(469a) Nanoparticle Induced Rupture of Lipid Bilayers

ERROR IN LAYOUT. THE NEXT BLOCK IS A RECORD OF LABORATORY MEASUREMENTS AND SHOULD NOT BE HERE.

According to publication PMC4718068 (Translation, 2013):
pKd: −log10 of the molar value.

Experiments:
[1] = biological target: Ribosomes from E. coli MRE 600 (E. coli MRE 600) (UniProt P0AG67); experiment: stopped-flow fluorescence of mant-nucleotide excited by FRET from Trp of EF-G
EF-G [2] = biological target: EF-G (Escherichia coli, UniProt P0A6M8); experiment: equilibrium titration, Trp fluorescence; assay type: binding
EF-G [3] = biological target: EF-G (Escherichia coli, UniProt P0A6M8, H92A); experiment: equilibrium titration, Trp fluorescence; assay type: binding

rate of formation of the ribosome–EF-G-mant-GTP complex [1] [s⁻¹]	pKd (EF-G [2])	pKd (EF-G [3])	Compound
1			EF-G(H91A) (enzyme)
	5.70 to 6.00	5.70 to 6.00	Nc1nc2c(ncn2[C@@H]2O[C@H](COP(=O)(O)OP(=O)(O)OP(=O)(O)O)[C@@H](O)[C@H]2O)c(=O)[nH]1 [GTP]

Interactions of nanoparticles (NP) with lipid bilayers (LB), which constitute the foundation of cell membranes, play an important role in emerging nanotechnologies. At the same time, NP encapsulation may lead to destabilization of LBs, raising multiple health-related concerns regarding NP toxicity. Tension-induced rupture of 1,2-dimyristoyl-sn-glycero-3-phosphocholine (DMPC) lipid membranes with encapsulated spherical and cylindrical NPs is studied using dissipative particle dynamics (DPD) simulations. A nanoparticle size dependent relationship is established for the probability of membrane rupture within given time as a function of the membrane surface tension. Two mechanisms of hole formation are explored: nucleation far from the NP and nucleation near the NP. The NP induced nucleation is treated in terms of an original theoretical model by introducing an effective contact angle on the three-phase, solvent-membrane-solid, boundary into the Derjuigan-Gutop theory.